National Oceanic and
Atmospheric Administration
United States Department of Commerce


FY 2015

Comparison of spring-time phytoplankton community composition in two cold years from the western Gulf of Alaska into the southeastern Bering Sea

Stauffer, B., J.I. Goes, K. McGee, H. Rosario Gomes, and P.J. Stabeno

Deep-Sea Res. II, 109, 57–70, doi: 10.1016/j.dsr2.2014.03.007 (2014)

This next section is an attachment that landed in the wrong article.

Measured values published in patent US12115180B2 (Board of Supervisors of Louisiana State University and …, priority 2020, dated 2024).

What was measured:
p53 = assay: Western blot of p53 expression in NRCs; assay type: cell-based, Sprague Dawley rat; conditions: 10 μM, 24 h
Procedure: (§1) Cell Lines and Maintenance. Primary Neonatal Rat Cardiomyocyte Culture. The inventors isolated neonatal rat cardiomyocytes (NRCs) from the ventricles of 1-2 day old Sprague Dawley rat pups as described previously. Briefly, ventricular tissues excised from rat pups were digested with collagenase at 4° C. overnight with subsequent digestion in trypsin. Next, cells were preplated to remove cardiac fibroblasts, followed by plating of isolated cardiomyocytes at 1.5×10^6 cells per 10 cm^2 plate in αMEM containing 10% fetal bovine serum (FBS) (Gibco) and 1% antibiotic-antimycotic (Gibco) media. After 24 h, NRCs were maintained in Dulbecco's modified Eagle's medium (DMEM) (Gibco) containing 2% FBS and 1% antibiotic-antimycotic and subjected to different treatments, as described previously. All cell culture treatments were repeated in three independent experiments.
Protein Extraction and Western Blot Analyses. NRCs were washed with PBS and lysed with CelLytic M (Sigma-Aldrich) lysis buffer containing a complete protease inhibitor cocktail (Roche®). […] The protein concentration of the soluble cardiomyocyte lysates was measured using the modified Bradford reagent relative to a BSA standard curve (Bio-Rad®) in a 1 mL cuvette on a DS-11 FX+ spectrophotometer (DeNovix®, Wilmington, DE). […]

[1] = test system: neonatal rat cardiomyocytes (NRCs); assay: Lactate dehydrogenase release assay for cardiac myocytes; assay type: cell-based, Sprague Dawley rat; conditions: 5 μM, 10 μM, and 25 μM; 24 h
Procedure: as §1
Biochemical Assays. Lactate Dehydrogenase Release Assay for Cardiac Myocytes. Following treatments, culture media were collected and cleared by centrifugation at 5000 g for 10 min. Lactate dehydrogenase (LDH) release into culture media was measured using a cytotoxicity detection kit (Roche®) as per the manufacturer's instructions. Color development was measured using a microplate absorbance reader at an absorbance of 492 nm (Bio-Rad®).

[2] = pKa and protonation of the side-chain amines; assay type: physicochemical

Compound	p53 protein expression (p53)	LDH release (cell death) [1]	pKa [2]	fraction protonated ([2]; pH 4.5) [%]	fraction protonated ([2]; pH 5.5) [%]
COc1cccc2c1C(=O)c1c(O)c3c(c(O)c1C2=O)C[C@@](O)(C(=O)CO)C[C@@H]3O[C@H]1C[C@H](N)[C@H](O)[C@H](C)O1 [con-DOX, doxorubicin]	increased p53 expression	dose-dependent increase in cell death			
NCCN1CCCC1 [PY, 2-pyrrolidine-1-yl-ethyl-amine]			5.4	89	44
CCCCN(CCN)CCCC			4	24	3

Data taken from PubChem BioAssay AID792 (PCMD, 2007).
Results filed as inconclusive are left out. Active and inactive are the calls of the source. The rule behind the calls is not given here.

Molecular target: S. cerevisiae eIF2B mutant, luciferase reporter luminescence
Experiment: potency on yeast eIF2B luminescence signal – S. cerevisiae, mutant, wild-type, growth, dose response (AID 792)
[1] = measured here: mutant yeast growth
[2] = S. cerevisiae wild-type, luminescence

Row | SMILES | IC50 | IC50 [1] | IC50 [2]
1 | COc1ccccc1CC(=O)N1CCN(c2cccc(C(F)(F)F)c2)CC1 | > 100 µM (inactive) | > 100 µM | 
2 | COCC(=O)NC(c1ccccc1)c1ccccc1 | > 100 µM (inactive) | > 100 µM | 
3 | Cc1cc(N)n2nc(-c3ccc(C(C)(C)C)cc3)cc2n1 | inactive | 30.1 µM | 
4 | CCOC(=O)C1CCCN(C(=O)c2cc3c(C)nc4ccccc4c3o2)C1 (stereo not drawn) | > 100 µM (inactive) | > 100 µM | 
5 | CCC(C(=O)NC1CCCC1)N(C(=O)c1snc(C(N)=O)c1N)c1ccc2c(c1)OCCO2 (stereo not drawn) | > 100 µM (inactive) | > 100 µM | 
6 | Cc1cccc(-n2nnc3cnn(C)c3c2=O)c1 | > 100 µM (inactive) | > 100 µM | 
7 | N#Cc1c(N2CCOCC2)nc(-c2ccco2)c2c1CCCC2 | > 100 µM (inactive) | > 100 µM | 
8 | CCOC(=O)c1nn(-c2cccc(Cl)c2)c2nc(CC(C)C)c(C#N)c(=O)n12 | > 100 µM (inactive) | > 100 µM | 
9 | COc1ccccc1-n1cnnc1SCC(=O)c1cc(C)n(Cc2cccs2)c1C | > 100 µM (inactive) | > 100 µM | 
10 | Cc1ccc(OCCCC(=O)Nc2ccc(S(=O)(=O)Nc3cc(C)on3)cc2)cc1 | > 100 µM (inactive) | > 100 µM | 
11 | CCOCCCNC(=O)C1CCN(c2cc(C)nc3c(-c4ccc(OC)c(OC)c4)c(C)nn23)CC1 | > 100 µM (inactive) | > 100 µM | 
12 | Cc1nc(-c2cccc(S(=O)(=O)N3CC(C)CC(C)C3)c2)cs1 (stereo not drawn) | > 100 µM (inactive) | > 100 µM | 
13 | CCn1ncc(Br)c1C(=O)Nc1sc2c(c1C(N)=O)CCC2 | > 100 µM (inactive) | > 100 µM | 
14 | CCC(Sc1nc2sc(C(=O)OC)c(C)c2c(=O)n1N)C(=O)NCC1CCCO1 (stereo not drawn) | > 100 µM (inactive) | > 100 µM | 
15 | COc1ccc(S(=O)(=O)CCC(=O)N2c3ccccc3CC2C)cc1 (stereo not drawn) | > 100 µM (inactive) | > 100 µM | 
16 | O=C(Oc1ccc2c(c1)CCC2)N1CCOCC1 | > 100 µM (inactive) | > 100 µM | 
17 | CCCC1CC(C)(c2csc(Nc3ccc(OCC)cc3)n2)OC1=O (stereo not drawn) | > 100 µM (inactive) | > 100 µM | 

The Bering Sea is a highly productive ecosystem providing the main oceanographic connection between the North Pacific and Arctic oceans. The atmospheric connection with the Arctic Ocean leads to seasonal sea ice formation in the Bering Sea, the areal extent and timing of retreat of which have important implications for primary productivity and phytoplankton community composition in this region. Hydrographic data from cruises and satellite sea ice and sea surface temperature data in spring 2011 and 2012 suggest classification of these years as relatively warmer and colder years, respectively. Locations in the western Gulf of Alaska (Pavlof Bay), at the north end of an eastern pass through the Aleutian Islands (Unimak Pass), and on the continental shelf of the Bering Sea (M2) were visited in both years. Stratification was apparent on the shelf in 2012, while the water column was comparatively well-mixed at other locations in both years. Phytoplankton biomass was highest in 2011 overall and specifically on the shelf in both years, while minimal biomass was measured within the well-mixed Unimak Pass in 2012. Surface phytoplankton size distributions included substantial contributions of picoplankton (<3 µm) in 2011 (21–35%), while micro- (20–200 µm) and nanoplankton (3–20 µm) comprised 79% and 95% of biomass in Pavlof Bay and at M2, respectively, in 2012. Analyses of similarity revealed spatial variability in the phytoplankton assemblages within each year (2011: R=0.588, p<0.004; 2012: R=0.646, p<0.004). Additionally, between-year variability had a strong and significant effect on differences between assemblages across all locations (R=0.579, p<0.0003), likely masking differences between sites when years were grouped (R=0.134, p<0.079). These differences were likely driven by the dominance (up to 75% in Unimak Pass) of the colonial prymnesiophyte Phaeocystis sp. at all sites in 2011, resulting in reduced community diversity, compared to more widespread abundance of large diatoms of the genera Thalassiosira, Thalassiothrix, and Chaetoceros in 2012. The current study shows that within-regime differences in phytoplankton community composition between years can be almost as great as that between locations with vastly different oceanographic settings. High between- and multi-year variability may combine with a potential overall decline in sea ice in the Bering Sea to produce significant changes in the productive base of the food web with potential cascading effects on higher, economically and ecologically important trophic levels.

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